Archive for October, 2006

Rolling Garfield Ninja Turtles

Thursday, October 26th, 2006

So, a friend pointed out today that when you search for “Rolling Stones” on Google, you may not get the results you were expecting:

Search for Rolling Stones on Google

Apparently, to Google, is the canonical source for information on the Rolling Stones. Also, and are apparently the same site:

TMNT and Garfield, they both like fake Italian food.

Hmm, I wonder what the top result is for “Ninja Turtles“. Let’s see:

Teenage Mutant Ninja Garfield

Yup, that Garfield cat sure is popular. For completeness’ sake, I’ll point out now that searches for both “Teenage Mutant Ninja Turtles” and even “Ninja Stones” also show as the top hit. If you find more, let me know. In the mean time, I’m really curious as to why this is happening, so let’s try to figure that out.

So, why does Google think and are the same site? Well, might they be hosted on the same machine?

$ host has address
$ host is an alias for has address has address has address has address has address has address has address has address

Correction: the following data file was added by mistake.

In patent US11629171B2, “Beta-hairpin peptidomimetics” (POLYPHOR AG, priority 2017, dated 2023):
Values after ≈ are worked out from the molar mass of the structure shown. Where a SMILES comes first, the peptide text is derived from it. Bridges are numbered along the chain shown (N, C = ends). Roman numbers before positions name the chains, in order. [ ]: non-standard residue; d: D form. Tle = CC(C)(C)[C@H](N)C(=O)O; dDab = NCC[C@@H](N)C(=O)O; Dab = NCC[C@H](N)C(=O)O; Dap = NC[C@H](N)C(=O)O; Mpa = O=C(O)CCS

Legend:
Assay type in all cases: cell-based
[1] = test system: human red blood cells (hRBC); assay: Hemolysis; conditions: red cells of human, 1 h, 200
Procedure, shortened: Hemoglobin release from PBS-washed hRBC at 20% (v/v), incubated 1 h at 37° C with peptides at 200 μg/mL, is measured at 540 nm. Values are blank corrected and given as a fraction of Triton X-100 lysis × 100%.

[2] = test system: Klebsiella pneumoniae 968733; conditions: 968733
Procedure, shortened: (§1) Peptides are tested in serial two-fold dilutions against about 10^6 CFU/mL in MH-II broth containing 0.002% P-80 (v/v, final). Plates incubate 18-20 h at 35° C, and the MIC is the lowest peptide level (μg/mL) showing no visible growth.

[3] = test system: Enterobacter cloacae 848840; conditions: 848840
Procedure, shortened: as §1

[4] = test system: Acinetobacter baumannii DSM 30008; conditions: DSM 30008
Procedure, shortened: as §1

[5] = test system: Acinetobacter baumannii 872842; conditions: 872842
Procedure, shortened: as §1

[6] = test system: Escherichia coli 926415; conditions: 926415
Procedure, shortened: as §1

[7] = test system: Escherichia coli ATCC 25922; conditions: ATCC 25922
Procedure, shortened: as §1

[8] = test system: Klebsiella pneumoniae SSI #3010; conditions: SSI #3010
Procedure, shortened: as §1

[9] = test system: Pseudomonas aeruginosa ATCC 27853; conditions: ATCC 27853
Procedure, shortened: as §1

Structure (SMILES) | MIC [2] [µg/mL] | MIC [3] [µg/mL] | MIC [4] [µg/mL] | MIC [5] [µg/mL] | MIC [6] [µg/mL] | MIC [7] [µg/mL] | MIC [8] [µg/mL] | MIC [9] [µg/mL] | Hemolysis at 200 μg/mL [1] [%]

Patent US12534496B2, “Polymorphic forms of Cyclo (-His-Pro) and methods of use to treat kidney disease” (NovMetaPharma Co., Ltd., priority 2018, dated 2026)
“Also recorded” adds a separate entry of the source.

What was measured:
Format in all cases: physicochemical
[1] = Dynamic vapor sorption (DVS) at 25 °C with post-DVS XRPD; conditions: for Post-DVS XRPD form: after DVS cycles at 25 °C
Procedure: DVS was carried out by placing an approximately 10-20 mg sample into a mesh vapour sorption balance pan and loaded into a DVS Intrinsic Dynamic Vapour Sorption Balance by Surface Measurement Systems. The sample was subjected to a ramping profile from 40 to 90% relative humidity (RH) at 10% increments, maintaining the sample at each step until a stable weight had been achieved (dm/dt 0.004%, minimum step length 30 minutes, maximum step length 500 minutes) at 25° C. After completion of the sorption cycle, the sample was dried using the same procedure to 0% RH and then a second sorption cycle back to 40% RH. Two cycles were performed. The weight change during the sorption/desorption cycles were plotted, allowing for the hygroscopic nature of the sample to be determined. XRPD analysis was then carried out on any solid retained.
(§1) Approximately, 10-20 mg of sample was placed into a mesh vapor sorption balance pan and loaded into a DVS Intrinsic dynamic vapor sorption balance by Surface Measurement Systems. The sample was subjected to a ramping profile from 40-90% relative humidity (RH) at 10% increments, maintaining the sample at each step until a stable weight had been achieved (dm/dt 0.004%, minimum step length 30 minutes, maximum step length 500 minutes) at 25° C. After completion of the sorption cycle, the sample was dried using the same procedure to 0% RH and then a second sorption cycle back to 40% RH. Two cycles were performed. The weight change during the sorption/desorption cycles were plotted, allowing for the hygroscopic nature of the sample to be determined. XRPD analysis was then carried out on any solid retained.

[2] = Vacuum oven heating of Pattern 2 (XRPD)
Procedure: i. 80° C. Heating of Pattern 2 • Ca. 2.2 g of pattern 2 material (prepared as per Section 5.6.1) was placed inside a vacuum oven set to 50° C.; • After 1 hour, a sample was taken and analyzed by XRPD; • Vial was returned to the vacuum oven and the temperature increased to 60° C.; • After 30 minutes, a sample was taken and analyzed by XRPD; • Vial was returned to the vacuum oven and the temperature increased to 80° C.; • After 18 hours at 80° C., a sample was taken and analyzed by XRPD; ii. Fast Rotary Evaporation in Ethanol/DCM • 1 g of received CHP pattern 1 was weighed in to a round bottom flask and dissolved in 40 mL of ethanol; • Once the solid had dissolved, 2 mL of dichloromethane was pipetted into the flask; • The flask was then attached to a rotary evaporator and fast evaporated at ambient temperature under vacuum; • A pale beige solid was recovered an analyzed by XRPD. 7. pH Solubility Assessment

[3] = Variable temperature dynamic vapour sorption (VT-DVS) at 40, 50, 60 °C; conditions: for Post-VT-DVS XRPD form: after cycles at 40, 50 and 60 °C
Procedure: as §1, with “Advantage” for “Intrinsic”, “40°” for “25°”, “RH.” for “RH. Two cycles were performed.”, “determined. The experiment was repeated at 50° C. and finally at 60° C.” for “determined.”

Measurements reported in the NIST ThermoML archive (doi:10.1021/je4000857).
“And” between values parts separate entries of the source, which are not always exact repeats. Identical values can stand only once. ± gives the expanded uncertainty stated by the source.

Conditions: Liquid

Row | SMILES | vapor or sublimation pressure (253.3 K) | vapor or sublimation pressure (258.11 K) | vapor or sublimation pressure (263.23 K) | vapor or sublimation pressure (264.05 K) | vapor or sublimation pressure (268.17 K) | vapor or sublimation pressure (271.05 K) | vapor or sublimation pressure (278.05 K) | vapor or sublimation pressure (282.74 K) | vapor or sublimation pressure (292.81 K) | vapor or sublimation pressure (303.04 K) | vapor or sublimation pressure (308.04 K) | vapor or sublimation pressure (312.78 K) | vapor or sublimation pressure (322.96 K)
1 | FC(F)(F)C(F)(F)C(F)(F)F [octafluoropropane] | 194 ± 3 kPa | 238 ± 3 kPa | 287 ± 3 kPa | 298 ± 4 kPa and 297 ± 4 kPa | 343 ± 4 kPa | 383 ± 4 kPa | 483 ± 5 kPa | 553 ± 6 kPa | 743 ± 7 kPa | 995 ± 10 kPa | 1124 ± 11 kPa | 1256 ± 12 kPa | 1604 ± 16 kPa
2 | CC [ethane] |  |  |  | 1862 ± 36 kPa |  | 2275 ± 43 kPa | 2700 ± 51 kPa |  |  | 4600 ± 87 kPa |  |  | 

Nope. Neither is anything about the Rolling Stones. Okay, just for fun, let’s look at the robots.txt file on

# robots.txt for

User-agent: *
Dissallow: /

That’s weird. First of all, they misspelled disallow as “dissallow”. A quick check of other sites with disallow misspelled in their robots.txt files shows that Google ignores the misspelled disallow directive. So, the file should have no affect on indexing.

Maybe Google’s is using a hash of the domain name to identify identical sites? Trying 16 common hashing algorithms (MD5, RIPEMD-160, Tiger, SHA-1, SHA-256, Adler32, CRC32, etc.) of various permutations of the domain names with and without punctuation, I didn’t find any collisions. That doesn’t rule out hash collisions using different (say, homegrown) hashing algorithms, but I’ll move on for now.

Next, scanning the results returned for Garfield on various search engines, I don’t see any evidence of Googlebombing the terms “Garfield”, “Rolling Stones”, or “Teenage Mutant Ninja Turtles”.

So, I give up. Maybe Garfield’s prominence in Google results is an homage to Eugene Garfield, a citation analysis pioneer cited in Larry and Sergey’s PageRank paper from 1998.

Okay, that’s a stretch, but I’m stumped. Anyone else have any ideas?